Weight Watchers has helped millions of American adults successfully lose weight and now results from a pilot, family-focused Weight Watchers approach designed to support parents shows potential for success in reducing excess weight in children, according to a study presented at the Experimental Biology Annual Meeting, Anaheim, Calif., April 27, 2010.
The pilot program had parents with at least one overweight or obese child attend one-hour sessions led by a Weight Watchers coach who had received specialized training for eight to 10 weeks. A structured diet (e.g. counting and tracking POINTS values) was not included. Rather, the sessions emphasized proven strategies and techniques that create weight-friendly habits for the entire family. At its core were Five Simple Rules:
- Focus on wholesome, nutritious foods;
- Include treats in moderation;
- Keep non-homework screen time to less than two hours per day;
- Be active an hour or more a day; and,
- Apply the rules to everyone in the home.
According to Centers for Disease Control and Prevention, an estimated 17 percent of children and adolescents are obese and at increased risk for serious health conditions. But researchers have struggled to find programs that demonstrate long-term benefits when it comes to child health and weight management.
"Stemming the increase in childhood obesity is essential, and research suggests involving the entire family is key to success," noted registered dietitian Karen Miller-Kovach, study co-author and chief scientific officer for Weight Watchers International. "Helping families adopt healthful habits not only helps children maintain their weight now, but helps teach kids skills and habits that can last a lifetime."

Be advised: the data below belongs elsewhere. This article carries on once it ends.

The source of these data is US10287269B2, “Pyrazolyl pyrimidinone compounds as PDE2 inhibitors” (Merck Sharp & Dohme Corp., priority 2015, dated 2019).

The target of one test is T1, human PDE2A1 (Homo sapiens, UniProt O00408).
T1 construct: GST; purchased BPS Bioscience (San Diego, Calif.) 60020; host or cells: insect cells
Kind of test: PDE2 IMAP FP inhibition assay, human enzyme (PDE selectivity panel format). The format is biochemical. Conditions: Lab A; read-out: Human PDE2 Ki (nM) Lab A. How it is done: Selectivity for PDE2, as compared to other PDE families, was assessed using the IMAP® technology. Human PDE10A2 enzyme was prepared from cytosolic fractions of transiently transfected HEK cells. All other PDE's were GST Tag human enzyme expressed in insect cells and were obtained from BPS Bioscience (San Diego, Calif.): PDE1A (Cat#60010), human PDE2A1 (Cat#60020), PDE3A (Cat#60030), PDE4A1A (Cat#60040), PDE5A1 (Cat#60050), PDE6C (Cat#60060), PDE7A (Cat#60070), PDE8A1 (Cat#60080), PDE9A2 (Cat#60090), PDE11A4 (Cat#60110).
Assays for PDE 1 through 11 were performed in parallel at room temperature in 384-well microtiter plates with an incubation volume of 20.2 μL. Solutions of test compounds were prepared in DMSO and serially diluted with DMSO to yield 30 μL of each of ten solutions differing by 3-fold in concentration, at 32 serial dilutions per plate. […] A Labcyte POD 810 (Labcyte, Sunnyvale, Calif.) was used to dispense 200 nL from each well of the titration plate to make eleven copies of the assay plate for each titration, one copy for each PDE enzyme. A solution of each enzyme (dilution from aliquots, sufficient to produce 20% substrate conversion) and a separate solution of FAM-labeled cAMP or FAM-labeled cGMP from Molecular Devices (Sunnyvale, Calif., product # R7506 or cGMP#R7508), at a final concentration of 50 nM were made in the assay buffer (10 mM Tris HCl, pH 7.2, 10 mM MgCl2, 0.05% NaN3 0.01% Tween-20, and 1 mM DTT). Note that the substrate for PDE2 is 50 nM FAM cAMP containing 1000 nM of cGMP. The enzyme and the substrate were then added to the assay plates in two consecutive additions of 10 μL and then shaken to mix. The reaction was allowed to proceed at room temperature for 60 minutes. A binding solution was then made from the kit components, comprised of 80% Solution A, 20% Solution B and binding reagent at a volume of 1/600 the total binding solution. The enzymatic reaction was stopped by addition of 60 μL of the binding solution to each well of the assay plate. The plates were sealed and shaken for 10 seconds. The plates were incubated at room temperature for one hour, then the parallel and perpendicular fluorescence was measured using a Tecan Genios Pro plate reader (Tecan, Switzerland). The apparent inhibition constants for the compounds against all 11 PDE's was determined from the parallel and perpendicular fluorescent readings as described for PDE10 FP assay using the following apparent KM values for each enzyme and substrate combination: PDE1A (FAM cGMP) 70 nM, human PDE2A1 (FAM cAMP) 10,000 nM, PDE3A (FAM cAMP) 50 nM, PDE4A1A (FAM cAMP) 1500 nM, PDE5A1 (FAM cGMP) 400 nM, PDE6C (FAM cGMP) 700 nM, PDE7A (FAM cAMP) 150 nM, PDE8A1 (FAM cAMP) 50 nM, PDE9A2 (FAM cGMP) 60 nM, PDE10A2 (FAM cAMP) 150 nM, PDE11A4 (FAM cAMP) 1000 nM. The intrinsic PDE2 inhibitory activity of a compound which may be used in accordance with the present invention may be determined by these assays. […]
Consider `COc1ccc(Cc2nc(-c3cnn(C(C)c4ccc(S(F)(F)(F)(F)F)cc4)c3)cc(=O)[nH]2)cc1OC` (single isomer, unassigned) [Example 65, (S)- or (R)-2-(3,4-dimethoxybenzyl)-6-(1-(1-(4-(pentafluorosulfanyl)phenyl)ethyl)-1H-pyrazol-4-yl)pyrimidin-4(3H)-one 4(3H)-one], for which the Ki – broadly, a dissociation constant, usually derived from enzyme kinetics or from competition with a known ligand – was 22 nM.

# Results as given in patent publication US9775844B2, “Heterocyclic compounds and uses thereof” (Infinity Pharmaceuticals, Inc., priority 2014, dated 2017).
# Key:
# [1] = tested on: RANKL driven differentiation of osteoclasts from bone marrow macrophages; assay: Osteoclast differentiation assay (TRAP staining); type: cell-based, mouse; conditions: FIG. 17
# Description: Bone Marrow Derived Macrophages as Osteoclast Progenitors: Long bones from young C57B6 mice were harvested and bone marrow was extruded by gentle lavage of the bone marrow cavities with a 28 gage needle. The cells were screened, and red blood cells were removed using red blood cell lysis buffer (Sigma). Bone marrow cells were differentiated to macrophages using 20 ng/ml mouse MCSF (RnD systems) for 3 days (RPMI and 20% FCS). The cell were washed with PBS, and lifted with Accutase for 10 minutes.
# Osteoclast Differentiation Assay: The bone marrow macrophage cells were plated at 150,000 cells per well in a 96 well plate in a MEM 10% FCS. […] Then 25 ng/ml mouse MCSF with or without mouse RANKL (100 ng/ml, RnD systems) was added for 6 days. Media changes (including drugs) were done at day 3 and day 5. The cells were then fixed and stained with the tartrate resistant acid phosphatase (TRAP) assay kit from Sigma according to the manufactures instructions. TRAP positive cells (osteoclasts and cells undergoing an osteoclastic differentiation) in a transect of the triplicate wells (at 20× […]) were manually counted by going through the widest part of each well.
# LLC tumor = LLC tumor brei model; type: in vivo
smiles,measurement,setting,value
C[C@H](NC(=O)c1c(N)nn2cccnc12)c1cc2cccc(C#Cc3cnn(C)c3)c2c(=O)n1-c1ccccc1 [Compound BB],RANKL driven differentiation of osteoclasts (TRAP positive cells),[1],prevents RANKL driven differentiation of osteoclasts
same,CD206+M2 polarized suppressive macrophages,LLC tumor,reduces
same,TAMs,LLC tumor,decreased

Role Modeling for Child Health
Previous research suggests that parents' own eating and exercise habits have a strong influence on their children's weight-related choices. The Weight Watchers Family pilot program was developed to help parents understand and implement healthy weight habits into their homes. Building on the group support approach at the heart of the Weight Watchers model, the pilot provided opportunities for concerned parents to connect with other committed parents and determine the behavioral and lifestyle changes that were best for their families.
"This research adds to the evidence that children really do follow in their parents' footsteps," said Miller-Kovach. "Our Weight Watchers approach to inspire healthful habits for adults doesn't stop there - there's huge potential to translate these benefits to the entire family."
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More information: Rost SL, Miller-Kovach K, Angelopoulos T, Rippe JM. Family-focused program shows benefit in treating excess weight in children. FASEB Journal. 2010; 24:322.7.